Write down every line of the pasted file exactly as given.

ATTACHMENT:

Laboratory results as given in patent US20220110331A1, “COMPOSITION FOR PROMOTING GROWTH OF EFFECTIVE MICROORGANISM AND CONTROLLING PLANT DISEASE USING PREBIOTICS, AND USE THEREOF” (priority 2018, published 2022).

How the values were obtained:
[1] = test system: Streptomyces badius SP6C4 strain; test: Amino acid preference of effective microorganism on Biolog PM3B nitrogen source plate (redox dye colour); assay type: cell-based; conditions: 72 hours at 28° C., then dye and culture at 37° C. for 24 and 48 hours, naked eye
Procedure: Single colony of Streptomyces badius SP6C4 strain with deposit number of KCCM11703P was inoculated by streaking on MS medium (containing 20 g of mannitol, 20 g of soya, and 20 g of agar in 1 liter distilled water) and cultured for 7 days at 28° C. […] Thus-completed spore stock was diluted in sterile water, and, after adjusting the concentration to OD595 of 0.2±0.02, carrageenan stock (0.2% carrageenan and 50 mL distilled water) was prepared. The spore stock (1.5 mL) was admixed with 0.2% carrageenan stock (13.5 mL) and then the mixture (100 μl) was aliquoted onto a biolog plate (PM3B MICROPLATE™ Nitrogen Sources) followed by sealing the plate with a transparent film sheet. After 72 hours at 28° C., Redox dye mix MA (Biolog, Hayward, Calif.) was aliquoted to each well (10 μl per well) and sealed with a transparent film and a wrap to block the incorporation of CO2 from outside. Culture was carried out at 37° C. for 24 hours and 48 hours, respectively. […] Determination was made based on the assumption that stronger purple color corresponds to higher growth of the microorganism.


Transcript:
Laboratory results as given in patent US20220110331A1, “COMPOSITION FOR PROMOTING GROWTH OF EFFECTIVE MICROORGANISM AND CONTROLLING PLANT DISEASE USING PREBIOTICS, AND USE THEREOF” (priority 2018, published 2022).

How the values were obtained:
[1] = test system: Streptomyces badius SP6C4 strain; test: Amino acid preference of effective microorganism on Biolog PM3B nitrogen source plate (redox dye colour); assay type: cell-based; conditions: 72 hours at 28° C., then dye and culture at 37° C. for 24 and 48 hours, naked eye
Procedure: Single colony of Streptomyces badius SP6C4 strain with deposit number of KCCM11703P was inoculated by streaking on MS medium (containing 20 g of mannitol, 20 g of soya, and 20 g of agar in 1 liter distilled water) and cultured for 7 days at 28° C. […] Thus-completed spore stock was diluted in sterile water, and, after adjusting the concentration to OD595 of 0.2±0.02, carrageenan stock (0.2% carrageenan and 50 mL distilled water) was prepared. The spore stock (1.5 mL) was admixed with 0.2% carrageenan stock (13.5 mL) and then the mixture (100 μl) was aliquoted onto a biolog plate (PM3B MICROPLATE™ Nitrogen Sources) followed by sealing the plate with a transparent film sheet. After 72 hours at 28° C., Redox dye mix MA (Biolog, Hayward, Calif.) was aliquoted to each well (10 μl per well) and sealed with a transparent film and a wrap to block the incorporation of CO2 from outside. Culture was carried out at 37° C. for 24 hours and 48 hours, respectively. […] Determination was made based on the assumption that stronger purple color corresponds to higher growth of the microorganism.